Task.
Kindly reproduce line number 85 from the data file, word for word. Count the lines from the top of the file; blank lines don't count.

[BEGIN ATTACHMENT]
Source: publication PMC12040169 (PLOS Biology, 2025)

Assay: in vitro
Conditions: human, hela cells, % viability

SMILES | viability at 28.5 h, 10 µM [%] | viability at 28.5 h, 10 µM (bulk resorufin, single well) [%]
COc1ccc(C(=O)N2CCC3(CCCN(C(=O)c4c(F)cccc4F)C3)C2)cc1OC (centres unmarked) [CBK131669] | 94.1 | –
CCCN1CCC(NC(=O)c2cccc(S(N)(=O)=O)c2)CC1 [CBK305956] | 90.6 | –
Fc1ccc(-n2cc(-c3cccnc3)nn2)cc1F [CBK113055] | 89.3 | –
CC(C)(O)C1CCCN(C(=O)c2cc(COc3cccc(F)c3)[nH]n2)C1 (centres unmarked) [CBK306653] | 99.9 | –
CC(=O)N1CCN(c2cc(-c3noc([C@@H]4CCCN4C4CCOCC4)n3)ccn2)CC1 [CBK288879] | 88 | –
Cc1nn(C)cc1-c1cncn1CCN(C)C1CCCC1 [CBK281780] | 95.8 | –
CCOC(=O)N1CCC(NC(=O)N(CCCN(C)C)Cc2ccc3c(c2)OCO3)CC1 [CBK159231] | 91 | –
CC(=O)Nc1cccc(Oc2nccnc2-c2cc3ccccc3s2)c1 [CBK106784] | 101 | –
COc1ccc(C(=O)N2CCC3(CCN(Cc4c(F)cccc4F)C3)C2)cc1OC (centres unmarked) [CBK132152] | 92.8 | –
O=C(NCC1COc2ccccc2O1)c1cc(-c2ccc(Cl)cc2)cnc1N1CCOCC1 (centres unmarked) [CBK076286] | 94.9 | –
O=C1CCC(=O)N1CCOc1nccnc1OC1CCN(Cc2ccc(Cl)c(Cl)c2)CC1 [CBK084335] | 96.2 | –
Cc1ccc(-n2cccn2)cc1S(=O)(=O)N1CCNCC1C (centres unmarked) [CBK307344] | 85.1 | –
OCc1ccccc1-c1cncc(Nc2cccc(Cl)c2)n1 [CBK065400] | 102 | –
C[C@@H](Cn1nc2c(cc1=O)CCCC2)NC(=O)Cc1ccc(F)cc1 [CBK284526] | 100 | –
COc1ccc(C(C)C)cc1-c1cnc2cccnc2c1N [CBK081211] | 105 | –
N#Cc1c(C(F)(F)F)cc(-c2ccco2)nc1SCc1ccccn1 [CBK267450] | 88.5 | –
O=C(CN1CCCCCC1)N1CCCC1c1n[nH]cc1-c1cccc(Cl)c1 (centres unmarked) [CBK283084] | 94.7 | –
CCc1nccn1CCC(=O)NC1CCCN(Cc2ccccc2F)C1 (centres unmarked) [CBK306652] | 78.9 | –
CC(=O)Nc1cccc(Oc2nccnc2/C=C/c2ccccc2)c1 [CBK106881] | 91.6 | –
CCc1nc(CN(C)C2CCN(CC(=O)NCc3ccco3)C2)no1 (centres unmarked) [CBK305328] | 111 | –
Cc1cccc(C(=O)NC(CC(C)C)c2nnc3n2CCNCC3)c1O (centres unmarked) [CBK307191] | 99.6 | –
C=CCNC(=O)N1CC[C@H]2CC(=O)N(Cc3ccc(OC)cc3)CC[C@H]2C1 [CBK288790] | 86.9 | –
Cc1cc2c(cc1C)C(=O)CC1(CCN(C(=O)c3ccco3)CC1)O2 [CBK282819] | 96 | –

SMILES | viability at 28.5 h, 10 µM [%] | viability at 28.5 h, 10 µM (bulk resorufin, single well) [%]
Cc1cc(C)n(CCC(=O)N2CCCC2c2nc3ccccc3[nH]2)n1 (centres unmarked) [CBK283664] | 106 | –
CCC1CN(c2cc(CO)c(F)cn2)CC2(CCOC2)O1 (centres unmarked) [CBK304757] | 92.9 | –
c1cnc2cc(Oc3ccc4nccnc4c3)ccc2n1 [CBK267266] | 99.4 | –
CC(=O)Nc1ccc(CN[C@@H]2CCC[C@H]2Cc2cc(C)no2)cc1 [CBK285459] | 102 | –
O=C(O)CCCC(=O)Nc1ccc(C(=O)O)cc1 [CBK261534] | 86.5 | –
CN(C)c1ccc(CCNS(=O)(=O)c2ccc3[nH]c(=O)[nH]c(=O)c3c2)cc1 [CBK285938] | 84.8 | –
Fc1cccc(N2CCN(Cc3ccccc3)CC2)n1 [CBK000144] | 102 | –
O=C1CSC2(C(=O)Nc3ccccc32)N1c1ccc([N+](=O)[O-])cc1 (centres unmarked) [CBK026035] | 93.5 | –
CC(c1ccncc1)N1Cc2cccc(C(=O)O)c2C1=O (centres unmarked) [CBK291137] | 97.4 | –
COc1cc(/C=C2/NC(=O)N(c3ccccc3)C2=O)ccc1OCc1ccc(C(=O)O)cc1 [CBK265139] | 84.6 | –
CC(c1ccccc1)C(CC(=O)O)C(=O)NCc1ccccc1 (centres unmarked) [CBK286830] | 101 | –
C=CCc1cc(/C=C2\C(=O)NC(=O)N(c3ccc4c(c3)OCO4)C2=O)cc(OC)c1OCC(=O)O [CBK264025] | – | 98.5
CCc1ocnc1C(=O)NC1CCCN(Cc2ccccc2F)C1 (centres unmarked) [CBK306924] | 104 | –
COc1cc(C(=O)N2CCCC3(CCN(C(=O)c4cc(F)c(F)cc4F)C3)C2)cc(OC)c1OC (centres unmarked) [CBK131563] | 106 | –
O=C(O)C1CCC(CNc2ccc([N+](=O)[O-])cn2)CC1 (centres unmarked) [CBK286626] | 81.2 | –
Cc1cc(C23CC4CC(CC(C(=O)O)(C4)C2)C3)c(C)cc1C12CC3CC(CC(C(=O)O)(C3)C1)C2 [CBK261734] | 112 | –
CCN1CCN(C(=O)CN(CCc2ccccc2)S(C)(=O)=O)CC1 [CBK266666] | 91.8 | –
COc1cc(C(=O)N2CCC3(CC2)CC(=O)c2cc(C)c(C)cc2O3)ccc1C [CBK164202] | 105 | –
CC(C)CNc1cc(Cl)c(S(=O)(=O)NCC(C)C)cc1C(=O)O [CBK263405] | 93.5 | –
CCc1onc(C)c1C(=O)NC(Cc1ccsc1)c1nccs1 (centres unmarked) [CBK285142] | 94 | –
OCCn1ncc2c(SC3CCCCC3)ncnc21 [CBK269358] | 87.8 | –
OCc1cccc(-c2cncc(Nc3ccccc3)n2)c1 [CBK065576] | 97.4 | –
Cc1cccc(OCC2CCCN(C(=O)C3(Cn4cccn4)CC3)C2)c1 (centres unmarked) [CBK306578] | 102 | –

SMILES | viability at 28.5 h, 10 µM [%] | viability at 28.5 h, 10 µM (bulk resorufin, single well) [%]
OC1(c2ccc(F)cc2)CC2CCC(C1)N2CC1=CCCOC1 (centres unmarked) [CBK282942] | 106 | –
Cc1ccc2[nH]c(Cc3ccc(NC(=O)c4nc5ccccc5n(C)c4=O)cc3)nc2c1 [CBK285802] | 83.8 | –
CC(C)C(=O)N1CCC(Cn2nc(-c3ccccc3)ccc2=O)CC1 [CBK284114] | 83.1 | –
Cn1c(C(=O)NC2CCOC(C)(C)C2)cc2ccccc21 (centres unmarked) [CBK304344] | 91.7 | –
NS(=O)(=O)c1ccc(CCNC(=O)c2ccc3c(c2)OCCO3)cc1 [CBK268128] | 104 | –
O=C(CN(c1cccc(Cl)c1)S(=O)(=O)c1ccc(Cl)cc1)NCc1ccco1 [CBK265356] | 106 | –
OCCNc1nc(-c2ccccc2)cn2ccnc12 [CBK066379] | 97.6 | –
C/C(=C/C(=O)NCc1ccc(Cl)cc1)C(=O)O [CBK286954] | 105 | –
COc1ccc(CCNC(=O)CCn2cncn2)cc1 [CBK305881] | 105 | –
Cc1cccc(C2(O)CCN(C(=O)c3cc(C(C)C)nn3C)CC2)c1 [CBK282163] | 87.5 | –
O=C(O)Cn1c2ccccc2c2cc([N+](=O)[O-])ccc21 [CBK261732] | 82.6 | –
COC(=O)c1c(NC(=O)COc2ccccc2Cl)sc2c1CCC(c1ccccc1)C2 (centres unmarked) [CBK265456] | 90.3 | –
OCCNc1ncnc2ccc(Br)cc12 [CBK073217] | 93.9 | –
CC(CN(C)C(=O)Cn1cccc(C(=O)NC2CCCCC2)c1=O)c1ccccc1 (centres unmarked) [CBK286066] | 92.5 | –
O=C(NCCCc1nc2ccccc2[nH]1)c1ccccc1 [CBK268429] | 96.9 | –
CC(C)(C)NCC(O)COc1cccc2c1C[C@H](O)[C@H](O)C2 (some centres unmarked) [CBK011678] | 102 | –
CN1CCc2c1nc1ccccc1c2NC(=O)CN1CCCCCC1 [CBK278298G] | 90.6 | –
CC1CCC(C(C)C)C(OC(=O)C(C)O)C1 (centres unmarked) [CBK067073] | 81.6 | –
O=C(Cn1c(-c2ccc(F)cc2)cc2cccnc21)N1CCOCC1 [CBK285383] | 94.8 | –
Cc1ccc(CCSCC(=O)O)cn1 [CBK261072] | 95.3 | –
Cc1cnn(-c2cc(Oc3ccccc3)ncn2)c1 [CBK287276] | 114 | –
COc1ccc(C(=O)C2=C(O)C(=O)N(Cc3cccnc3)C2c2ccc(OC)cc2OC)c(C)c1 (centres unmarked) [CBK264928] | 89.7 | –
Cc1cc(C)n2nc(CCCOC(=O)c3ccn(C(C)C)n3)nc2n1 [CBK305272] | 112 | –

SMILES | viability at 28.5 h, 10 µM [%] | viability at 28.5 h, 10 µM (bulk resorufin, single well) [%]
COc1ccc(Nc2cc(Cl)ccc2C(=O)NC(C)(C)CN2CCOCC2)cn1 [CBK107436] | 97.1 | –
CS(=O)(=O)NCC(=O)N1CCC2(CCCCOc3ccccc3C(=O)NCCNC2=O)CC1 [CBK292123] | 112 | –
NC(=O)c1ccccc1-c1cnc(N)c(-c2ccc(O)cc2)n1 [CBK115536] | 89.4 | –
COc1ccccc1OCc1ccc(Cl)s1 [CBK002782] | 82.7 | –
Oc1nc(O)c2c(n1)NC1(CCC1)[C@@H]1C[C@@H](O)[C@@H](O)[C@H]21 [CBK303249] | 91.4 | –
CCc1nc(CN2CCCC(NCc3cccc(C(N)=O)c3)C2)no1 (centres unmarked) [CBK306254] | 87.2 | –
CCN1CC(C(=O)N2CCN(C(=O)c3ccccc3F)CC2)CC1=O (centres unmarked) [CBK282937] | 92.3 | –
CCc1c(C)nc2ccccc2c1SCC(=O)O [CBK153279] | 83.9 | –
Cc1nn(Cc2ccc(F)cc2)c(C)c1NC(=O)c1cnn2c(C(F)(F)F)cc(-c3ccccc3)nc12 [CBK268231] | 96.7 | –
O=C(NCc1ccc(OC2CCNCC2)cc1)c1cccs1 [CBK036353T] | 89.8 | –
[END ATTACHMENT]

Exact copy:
Cc1nn(Cc2ccc(F)cc2)c(C)c1NC(=O)c1cnn2c(C(F)(F)F)cc(-c3ccccc3)nc12 [CBK268231] | 96.7 | –